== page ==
Will believes that the evolution should tackle the question of hybrid audience engagement. “How do you connect online and in-person people together and not make it awkward? One’s having a potentially completely different experience than the other. I think that’s the next huge advancement: hybrid is going to really kick down the door. I’m curious to see if that’s going to get solved before hybrid comes back. I don’t think so because some of these development times have been really slow. Some are just barely figuring out one-to-one video chat. But I do think that the second that people start doing hybrid, that’s what everyone will be craving for. We got the chat, but how do I develop seriously deep relationships?”
Brandt provides concrete solutions. “Whatever event app you’re using for Q&A and polling, it has to be the same for the in-person crowd as it is for the online crowd. That way, they’re seeing the same upvotes. There’s great platforms that let you do that, like SlideShare. The person who’s remote can see the slides that are presented in-person, comment on them, take notes up, and vote questions. You can’t just throw apps out. You have to design that functionality, design, and connection. Hire that moderator who is going to be the in-person voice of the online audience and give the online audience things that are just for them.”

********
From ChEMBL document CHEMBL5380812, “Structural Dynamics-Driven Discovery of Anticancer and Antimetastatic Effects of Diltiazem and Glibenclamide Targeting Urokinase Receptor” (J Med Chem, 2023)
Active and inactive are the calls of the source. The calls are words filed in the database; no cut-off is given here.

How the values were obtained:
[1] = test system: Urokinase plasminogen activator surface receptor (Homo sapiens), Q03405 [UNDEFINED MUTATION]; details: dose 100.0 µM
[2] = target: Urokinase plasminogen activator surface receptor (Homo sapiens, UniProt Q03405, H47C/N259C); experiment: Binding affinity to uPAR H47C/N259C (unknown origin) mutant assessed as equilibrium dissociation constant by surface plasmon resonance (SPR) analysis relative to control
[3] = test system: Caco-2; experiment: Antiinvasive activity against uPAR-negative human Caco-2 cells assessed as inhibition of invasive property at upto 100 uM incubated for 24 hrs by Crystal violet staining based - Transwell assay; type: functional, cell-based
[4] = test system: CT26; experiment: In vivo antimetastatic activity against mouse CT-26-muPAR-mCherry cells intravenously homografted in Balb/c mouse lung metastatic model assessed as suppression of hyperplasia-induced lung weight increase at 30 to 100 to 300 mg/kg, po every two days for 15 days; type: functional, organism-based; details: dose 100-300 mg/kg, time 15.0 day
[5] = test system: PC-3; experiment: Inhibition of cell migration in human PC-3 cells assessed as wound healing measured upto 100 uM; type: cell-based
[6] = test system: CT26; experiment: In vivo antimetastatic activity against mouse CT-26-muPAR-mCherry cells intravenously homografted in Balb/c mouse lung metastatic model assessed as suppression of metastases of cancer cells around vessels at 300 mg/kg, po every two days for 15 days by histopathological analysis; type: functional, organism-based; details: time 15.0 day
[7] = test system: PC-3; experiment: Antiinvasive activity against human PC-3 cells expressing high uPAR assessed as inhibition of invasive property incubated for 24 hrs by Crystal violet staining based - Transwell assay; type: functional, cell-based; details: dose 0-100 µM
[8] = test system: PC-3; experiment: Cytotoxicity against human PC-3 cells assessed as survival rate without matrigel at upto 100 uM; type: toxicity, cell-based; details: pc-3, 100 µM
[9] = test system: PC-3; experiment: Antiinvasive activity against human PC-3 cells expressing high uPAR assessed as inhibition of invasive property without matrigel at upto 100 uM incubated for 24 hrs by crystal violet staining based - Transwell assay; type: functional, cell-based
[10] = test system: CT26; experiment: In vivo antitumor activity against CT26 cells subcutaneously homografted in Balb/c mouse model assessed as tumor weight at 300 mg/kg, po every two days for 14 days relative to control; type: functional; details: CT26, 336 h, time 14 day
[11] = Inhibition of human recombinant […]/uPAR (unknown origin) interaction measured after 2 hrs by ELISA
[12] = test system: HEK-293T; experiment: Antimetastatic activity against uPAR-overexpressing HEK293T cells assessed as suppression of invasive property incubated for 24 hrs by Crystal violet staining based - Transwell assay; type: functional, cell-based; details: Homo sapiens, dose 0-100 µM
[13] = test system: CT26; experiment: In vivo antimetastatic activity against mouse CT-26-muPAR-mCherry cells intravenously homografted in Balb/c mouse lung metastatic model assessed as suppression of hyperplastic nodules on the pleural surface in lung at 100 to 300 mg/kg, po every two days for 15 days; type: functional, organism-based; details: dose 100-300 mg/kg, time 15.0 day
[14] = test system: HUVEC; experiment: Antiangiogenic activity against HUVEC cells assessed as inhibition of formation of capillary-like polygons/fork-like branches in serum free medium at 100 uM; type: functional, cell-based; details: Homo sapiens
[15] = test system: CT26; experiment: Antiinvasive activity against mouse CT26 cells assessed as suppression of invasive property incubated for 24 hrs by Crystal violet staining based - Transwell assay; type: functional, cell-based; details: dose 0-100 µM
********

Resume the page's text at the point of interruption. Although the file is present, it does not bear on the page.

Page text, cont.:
Speculations For 2040: VR Will Finally Take Over
Brandt and Will finish up the conversation by wondering what the next “once in a lifetime disruption to the industry” is going to bring. They’ve lived through quite a few of those by now! In the world of events, 2020 brought about a major shift from in-person to virtual events. Technology-wise, we fast-forwarded to 2030: the event app design now matters more than ever. What about 2040?
Will hopes that South by Southwest (SXSW) and C2 Montréal soon implement a VR platform. “The leading factor with VR will be headset adoption, and then a couple of big shows having an all-VR component of it. I don’t think I’ve formally attended an event in VR yet, but I’ve done VR chat and games.”